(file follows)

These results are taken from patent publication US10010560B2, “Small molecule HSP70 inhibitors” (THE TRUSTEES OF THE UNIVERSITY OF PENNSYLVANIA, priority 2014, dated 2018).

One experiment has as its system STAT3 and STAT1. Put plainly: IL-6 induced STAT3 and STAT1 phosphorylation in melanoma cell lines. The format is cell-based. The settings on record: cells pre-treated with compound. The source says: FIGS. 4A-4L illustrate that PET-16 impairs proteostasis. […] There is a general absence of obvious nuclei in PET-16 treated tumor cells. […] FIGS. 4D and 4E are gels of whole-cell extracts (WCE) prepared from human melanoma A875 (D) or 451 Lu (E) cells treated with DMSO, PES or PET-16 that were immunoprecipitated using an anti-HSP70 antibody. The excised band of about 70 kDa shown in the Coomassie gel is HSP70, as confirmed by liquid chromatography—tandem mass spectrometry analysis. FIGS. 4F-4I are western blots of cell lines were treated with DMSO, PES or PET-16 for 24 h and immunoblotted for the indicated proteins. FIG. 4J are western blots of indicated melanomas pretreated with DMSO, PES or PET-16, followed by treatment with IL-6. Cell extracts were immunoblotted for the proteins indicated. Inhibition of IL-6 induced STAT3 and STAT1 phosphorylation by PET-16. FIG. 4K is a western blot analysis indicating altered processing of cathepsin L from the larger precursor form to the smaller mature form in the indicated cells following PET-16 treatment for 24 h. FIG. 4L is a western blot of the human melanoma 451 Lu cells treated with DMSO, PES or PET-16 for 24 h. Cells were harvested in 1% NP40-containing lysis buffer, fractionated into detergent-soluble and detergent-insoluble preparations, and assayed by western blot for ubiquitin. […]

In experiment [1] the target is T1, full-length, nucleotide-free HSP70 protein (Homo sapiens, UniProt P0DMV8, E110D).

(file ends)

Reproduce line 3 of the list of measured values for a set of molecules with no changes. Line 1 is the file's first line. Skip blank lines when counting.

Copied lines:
In experiment [1] the target is T1, full-length, nucleotide-free HSP70 protein (Homo sapiens, UniProt P0DMV8, E110D).